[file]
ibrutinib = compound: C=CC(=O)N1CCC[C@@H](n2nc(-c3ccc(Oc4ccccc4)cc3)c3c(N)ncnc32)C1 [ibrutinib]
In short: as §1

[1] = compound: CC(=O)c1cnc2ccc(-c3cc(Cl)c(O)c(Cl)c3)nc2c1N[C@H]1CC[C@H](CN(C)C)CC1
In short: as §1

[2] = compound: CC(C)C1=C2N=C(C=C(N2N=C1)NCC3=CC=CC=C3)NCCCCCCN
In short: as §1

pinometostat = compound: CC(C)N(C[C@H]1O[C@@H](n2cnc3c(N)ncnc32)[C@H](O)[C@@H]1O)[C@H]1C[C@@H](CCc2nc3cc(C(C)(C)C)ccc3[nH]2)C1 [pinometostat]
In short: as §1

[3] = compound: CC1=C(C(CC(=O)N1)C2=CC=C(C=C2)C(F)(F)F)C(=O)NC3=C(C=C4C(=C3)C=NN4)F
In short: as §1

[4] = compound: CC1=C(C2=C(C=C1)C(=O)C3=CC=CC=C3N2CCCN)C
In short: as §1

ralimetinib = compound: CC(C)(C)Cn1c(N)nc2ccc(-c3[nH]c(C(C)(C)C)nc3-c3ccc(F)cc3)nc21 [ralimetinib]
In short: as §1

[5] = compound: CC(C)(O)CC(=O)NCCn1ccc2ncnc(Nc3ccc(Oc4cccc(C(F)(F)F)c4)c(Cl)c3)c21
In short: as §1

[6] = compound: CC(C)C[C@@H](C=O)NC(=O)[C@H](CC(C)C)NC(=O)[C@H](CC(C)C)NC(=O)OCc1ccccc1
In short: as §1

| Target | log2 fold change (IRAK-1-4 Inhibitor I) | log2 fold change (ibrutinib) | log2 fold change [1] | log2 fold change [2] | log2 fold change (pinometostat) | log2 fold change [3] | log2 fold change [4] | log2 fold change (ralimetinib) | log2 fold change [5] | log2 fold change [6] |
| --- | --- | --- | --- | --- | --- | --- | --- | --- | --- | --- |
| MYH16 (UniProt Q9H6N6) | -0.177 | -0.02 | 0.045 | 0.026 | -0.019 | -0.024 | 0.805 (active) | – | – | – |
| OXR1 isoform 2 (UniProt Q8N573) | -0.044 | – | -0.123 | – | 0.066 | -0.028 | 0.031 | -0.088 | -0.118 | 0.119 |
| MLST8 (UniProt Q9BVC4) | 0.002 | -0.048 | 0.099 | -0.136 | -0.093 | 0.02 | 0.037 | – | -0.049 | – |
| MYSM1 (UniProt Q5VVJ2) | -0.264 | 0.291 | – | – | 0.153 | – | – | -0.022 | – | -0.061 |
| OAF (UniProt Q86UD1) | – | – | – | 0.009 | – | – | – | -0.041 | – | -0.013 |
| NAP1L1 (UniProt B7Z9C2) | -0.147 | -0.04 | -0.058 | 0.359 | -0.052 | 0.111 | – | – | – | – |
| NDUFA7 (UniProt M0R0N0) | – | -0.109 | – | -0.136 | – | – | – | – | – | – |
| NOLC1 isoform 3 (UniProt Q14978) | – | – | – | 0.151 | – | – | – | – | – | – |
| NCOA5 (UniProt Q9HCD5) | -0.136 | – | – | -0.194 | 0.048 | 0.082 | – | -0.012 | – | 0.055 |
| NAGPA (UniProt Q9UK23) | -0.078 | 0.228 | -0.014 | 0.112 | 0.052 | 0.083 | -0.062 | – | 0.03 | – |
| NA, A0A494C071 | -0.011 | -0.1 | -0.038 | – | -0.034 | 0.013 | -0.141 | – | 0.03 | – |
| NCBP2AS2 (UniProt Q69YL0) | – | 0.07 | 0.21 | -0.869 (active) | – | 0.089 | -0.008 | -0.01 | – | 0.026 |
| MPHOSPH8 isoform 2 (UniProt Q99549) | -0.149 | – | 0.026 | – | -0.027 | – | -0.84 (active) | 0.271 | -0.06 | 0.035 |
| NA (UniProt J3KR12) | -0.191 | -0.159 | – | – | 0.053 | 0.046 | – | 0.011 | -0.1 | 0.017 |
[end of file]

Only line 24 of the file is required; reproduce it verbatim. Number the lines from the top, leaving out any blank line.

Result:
| MYSM1 (UniProt Q5VVJ2) | -0.264 | 0.291 | – | – | 0.153 | – | – | -0.022 | – | -0.061 |